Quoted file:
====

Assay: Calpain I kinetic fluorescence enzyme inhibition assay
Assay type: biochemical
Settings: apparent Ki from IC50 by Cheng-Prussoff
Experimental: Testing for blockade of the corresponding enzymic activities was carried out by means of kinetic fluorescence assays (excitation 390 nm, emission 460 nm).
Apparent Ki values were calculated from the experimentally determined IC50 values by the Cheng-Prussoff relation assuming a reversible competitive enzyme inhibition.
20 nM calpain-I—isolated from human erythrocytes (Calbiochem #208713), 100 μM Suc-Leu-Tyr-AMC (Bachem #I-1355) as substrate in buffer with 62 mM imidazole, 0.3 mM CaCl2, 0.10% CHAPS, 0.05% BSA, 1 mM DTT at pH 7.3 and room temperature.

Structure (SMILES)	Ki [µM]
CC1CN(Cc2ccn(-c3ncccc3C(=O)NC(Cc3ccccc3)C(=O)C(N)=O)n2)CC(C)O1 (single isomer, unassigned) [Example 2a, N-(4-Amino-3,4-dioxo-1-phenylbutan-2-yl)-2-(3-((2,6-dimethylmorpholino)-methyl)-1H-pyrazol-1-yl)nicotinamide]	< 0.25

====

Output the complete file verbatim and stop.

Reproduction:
Assay: Calpain I kinetic fluorescence enzyme inhibition assay
Assay type: biochemical
Settings: apparent Ki from IC50 by Cheng-Prussoff
Experimental: Testing for blockade of the corresponding enzymic activities was carried out by means of kinetic fluorescence assays (excitation 390 nm, emission 460 nm).
Apparent Ki values were calculated from the experimentally determined IC50 values by the Cheng-Prussoff relation assuming a reversible competitive enzyme inhibition.
20 nM calpain-I—isolated from human erythrocytes (Calbiochem #208713), 100 μM Suc-Leu-Tyr-AMC (Bachem #I-1355) as substrate in buffer with 62 mM imidazole, 0.3 mM CaCl2, 0.10% CHAPS, 0.05% BSA, 1 mM DTT at pH 7.3 and room temperature.

Structure (SMILES)	Ki [µM]
CC1CN(Cc2ccn(-c3ncccc3C(=O)NC(Cc3ccccc3)C(=O)C(N)=O)n2)CC(C)O1 (single isomer, unassigned) [Example 2a, N-(4-Amino-3,4-dioxo-1-phenylbutan-2-yl)-2-(3-((2,6-dimethylmorpholino)-methyl)-1H-pyrazol-1-yl)nicotinamide]	< 0.25